Assessing Priorities for Combination HIV Prevention Research for Men Who Have Sex with Men (MSM) in Africa
For which topic were research priorities identified?
In which location was the research priority setting conducted?
Why was it conducted at all?
Current epidemiological evidence documents high HIV prevalence and incidence among men who have sex with men (MSM) in several sub-Saharan settings, highlighting the role of sexual transmission of HIV between men. Engaging in research projects in these settings is intended to identify and address the needs of this population, but can highlight their existence and raise both positive and negative attention and social responses. The unintended consequences of research projects intended to help MSM can include heightened states of stigma and human rights violations, including violence.
What was the objective?
to assess the combination HIV prevention research priorities of academics, HIV implementing partners, government representatives, and men who have sex with men community leaders from across the African continent and beyond
What was the outcome?
a list of 9 research topics
How long did the research prioritization take?
Which methods were used to identify research priorities?
How were the priorities for research identified exactly?
Step 1: workshop: small group discussions to explore potential research possibilities for MSM in Africa, each group was tasked to develop biomedical, behavioral and structural HIV prevention research priorities, each group then developed HIV prevention research concepts, groups then presented their list of research priorities and prevention research concepts to the larger group for comment and discussion. Step 2: voting: each participant was provided with nine stickers (three stickers in three different colors), with each color assigned to a specific intervention theme, participants then placed a sticker next to the activity of research importance. Step 3: presentation of results to participants. Step 4: report: report circulated to comment and revise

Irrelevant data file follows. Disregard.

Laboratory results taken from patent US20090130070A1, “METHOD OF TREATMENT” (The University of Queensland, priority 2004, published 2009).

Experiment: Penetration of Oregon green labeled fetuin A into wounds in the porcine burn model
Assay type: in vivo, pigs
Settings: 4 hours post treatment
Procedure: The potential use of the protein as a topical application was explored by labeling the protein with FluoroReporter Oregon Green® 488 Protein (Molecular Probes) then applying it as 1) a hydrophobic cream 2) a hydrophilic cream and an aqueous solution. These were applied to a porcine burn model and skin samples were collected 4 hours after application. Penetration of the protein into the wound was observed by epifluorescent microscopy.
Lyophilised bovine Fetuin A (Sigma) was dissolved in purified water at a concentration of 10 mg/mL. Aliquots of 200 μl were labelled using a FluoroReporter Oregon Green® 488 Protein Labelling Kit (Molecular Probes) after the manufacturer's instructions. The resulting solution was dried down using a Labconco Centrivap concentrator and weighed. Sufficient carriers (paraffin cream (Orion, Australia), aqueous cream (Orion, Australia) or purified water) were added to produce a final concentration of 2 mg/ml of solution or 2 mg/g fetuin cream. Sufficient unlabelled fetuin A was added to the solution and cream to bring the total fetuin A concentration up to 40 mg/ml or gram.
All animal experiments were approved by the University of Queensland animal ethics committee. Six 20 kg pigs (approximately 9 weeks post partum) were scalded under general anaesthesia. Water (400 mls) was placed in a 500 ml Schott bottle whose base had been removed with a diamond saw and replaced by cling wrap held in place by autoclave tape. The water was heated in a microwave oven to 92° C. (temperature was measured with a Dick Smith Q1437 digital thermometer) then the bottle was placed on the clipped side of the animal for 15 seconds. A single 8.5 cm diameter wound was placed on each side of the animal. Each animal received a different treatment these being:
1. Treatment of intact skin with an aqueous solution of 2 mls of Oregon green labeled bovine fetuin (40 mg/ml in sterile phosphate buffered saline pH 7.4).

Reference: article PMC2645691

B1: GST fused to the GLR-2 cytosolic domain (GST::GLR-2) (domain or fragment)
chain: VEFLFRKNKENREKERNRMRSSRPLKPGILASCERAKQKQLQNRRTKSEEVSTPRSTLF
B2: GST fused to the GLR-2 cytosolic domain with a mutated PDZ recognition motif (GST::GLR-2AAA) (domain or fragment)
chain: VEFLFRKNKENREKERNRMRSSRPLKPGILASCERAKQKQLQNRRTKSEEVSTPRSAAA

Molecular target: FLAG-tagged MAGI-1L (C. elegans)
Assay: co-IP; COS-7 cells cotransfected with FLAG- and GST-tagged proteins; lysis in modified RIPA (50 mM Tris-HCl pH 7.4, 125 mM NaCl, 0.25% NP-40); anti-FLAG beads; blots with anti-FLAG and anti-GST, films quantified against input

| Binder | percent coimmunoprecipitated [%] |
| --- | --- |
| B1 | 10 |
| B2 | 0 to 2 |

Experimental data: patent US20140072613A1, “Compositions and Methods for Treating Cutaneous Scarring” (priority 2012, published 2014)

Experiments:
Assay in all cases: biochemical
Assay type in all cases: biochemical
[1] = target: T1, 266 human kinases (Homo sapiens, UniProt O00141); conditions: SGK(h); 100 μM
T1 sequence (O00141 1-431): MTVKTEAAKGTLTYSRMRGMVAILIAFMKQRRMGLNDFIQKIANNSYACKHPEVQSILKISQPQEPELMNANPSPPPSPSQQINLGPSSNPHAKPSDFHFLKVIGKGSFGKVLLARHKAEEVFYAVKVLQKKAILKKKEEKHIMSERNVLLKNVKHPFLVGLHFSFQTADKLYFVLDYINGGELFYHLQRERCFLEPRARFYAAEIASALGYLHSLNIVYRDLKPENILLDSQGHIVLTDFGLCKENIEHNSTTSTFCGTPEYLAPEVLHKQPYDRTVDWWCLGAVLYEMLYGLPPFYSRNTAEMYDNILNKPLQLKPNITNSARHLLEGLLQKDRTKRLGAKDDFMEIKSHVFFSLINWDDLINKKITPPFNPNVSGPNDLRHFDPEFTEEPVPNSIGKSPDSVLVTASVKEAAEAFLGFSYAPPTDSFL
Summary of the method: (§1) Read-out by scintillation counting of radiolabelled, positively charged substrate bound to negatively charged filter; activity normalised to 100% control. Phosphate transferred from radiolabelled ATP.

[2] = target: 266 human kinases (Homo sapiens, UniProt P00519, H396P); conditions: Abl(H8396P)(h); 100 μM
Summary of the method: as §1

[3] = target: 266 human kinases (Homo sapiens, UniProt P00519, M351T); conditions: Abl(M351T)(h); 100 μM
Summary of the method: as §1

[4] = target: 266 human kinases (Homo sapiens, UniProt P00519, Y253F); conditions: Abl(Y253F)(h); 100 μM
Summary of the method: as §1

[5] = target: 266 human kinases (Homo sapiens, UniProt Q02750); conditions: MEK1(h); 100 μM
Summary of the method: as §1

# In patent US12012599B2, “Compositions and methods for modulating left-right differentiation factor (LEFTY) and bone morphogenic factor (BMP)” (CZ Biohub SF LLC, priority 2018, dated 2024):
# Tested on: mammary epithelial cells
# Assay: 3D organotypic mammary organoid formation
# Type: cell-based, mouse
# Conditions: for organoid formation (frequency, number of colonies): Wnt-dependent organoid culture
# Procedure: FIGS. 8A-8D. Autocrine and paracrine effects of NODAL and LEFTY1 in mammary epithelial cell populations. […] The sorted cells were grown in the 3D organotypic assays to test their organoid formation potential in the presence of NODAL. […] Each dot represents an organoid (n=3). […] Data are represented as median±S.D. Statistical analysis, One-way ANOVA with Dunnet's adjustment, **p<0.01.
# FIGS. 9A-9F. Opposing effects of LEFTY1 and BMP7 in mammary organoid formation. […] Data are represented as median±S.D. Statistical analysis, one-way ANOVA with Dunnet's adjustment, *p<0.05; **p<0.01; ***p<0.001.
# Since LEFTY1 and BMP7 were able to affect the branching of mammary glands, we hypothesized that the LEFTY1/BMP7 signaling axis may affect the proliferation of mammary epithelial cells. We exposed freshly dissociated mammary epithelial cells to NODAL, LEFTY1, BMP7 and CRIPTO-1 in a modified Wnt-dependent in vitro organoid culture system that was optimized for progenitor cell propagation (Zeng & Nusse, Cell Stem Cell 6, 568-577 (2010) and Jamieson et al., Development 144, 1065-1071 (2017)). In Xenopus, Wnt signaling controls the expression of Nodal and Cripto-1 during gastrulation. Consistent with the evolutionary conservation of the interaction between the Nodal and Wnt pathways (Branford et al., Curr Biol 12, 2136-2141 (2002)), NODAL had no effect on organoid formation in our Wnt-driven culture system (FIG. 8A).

Which stakeholders took part?
Academics, HIV implementing partners, government representatives, and MSM community leader. 69 participants: 19 primarily represented academia or research institutes, 14 primarily represented HIV implementing partners or service providers and 36 represented MSM community organizations
How were stakeholders recruited?
The academic participants were chosen for inclusion based on experience in HIV prevention research including HIV vaccine, microbicide, and PrEP development, as well as combination prevention interventions. In addition, researchers with specific expertise in behavioural and mental health interventions also participated. Implementing partners and service providers added to the process by contributing knowledge of their experience in the delivery of HIV prevention, treatment and care services in a variety of contexts with representation from Southern, Eastern, and Western Africa. MSM Community representatives including groups that focus on service provision, advocacy, and research (independently or in partnership with academics and implementing partners) provided MSM community perspectives to the discussions.
Were stakeholders actively involved or did they just participate?
Stakeholders were mere participants of the research prioritization process; they were not actively involved in the process.